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‘Blaster Master Zero’: A Blast from the Past

Hopefully this won’t be the last of the Blaster Master franchise, as it fits surprisingly well in the modern era.

Hopefully this won’t be the last of the Blaster Master franchise, as it fits surprisingly well in the modern era.

The original Blaster Master for the Nintendo Entertainment System offered up an extremely unique gameplay system for it’s time, forcing players to swap between side-scrolling tank gameplay and bird’s-eye-view shooting stages. All of this was wrapped up in a Metroid-style package that let players explore the world around them while collecting various items and upgrades to help them reach new areas. Regardless of its uniqueness, the original title never caught on quite as much as some of its NES counterparts, developing a cult following that fondly remember it to this day. Fast forward to 2017, and Inti Creates has taken the reigns of the franchise in an attempt to bring the original title up to modern standards.

Blaster Master Zero falls somewhere between a new game and a remaster, as many of the stages from the original make their return here (albeit with a gorgeous new coat of paint). The gameplay remains largely unchanged; players navigate through environments using an agile tank named Sofia all while blasting various aliens and robots to bits. This changes when caves are discovered, as they can only be explored by Jason (the protagonist) on foot. During these segments, the game changes from a side scroller to a top-down shooter, which does a fine job of mixing up the gameplay. Powerups that come in the form of health upgrades and new abilities are often found in these caves, making them essential for progression.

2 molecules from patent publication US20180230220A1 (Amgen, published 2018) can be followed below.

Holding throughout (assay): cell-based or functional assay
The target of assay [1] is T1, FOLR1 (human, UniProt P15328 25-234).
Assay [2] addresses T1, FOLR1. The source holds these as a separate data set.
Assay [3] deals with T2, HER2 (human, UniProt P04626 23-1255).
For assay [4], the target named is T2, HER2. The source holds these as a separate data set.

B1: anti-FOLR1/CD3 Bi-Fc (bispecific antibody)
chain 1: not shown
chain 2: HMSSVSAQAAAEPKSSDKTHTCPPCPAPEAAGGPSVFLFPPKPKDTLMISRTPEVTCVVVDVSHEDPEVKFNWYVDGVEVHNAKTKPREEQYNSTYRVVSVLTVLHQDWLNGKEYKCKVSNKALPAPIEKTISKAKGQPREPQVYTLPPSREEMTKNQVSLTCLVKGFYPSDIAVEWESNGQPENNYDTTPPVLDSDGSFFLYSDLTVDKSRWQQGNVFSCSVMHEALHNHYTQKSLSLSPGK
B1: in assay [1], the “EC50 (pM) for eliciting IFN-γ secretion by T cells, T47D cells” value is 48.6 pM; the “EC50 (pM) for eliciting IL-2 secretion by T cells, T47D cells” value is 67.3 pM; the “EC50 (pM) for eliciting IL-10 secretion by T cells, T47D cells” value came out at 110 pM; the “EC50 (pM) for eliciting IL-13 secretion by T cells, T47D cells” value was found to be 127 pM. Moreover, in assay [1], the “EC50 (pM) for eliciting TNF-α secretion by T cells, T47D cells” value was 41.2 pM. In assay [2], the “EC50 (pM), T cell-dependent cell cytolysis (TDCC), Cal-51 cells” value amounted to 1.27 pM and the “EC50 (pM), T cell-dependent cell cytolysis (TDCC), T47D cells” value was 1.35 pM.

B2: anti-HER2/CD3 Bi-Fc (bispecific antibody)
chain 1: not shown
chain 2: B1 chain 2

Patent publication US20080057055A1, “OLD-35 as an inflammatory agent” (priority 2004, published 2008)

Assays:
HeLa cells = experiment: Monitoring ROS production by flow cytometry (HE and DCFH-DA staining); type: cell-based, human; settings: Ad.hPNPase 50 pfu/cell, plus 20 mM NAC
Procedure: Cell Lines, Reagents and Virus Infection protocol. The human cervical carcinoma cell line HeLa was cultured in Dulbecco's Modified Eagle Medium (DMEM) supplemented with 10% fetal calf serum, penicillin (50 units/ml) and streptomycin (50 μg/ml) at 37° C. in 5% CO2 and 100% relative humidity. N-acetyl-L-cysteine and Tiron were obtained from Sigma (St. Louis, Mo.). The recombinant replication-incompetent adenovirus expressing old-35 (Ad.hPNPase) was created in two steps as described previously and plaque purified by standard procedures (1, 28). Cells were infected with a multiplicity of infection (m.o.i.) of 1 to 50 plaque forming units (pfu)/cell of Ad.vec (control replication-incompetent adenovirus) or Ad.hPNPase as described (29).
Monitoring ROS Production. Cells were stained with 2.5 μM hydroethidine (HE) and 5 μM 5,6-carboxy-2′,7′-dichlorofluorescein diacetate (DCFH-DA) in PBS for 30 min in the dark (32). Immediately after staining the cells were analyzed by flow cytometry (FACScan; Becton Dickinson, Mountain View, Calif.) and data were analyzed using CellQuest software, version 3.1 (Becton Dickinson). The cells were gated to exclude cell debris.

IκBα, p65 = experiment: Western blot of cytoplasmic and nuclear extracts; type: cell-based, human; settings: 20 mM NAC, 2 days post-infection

Caves are explored from a bird’s-eye point of view.

While the story was clearly not the focus with this title, it still succeeds in providing an adequate degree of cohesion to this world. Jason is on a mission to find his pet frog, Fred, who has jumped inside a hole in the earth. The plot seems simple, but it develops quite a bit throughout the campaign. Occasional dialogue exchanges help progress the story at a nice pace while making sure to never intrude on the gameplay.

Blaster Master Zero excels when it comes to its presentation, as both the sound and visuals impress on all fronts. Old tunes have been remastered to sound crisp, clear, and catchy, which is a must for retro-themed titles. Inti Creates has also gone the extra mile with the graphics, as each area looks both unique and detailed. Backgrounds scroll with the player’s movement, dust kicks up front the ground when movement begins, and bosses look as detailed as they do intimidating. It’s clear that a lot of work was put into making sure Blaster Master Zero was up to par with modern standards, and the work is certainly appreciated.